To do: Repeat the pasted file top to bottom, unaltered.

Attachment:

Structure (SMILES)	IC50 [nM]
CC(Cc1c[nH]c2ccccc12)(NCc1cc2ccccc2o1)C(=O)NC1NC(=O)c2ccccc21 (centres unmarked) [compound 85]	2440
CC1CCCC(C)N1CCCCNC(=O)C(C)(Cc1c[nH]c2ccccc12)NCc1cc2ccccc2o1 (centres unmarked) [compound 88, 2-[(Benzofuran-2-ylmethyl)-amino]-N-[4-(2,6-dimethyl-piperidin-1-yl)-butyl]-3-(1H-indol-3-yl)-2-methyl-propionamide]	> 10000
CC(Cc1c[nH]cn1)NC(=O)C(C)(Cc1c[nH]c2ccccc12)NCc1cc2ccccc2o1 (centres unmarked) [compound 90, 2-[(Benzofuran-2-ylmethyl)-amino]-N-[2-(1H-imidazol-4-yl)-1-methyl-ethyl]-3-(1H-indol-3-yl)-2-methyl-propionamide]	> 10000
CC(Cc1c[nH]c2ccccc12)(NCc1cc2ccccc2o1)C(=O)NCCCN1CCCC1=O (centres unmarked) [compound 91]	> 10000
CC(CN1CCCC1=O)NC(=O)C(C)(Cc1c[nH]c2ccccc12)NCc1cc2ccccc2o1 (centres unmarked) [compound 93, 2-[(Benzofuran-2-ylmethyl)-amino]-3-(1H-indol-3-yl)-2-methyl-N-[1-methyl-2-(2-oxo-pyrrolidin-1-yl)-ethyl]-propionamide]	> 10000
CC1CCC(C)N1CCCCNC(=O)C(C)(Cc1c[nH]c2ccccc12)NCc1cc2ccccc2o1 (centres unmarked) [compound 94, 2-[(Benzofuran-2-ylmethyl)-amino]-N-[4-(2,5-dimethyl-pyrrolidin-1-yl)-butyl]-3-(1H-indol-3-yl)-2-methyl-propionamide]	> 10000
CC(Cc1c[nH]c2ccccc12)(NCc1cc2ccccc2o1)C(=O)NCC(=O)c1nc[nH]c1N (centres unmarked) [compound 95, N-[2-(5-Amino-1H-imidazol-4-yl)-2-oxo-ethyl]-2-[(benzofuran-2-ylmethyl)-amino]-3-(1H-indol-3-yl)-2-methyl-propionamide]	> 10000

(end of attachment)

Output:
Structure (SMILES)	IC50 [nM]
CC(Cc1c[nH]c2ccccc12)(NCc1cc2ccccc2o1)C(=O)NC1NC(=O)c2ccccc21 (centres unmarked) [compound 85]	2440
CC1CCCC(C)N1CCCCNC(=O)C(C)(Cc1c[nH]c2ccccc12)NCc1cc2ccccc2o1 (centres unmarked) [compound 88, 2-[(Benzofuran-2-ylmethyl)-amino]-N-[4-(2,6-dimethyl-piperidin-1-yl)-butyl]-3-(1H-indol-3-yl)-2-methyl-propionamide]	> 10000
CC(Cc1c[nH]cn1)NC(=O)C(C)(Cc1c[nH]c2ccccc12)NCc1cc2ccccc2o1 (centres unmarked) [compound 90, 2-[(Benzofuran-2-ylmethyl)-amino]-N-[2-(1H-imidazol-4-yl)-1-methyl-ethyl]-3-(1H-indol-3-yl)-2-methyl-propionamide]	> 10000
CC(Cc1c[nH]c2ccccc12)(NCc1cc2ccccc2o1)C(=O)NCCCN1CCCC1=O (centres unmarked) [compound 91]	> 10000
CC(CN1CCCC1=O)NC(=O)C(C)(Cc1c[nH]c2ccccc12)NCc1cc2ccccc2o1 (centres unmarked) [compound 93, 2-[(Benzofuran-2-ylmethyl)-amino]-3-(1H-indol-3-yl)-2-methyl-N-[1-methyl-2-(2-oxo-pyrrolidin-1-yl)-ethyl]-propionamide]	> 10000
CC1CCC(C)N1CCCCNC(=O)C(C)(Cc1c[nH]c2ccccc12)NCc1cc2ccccc2o1 (centres unmarked) [compound 94, 2-[(Benzofuran-2-ylmethyl)-amino]-N-[4-(2,5-dimethyl-pyrrolidin-1-yl)-butyl]-3-(1H-indol-3-yl)-2-methyl-propionamide]	> 10000
CC(Cc1c[nH]c2ccccc12)(NCc1cc2ccccc2o1)C(=O)NCC(=O)c1nc[nH]c1N (centres unmarked) [compound 95, N-[2-(5-Amino-1H-imidazol-4-yl)-2-oxo-ethyl]-2-[(benzofuran-2-ylmethyl)-amino]-3-(1H-indol-3-yl)-2-methyl-propionamide]	> 10000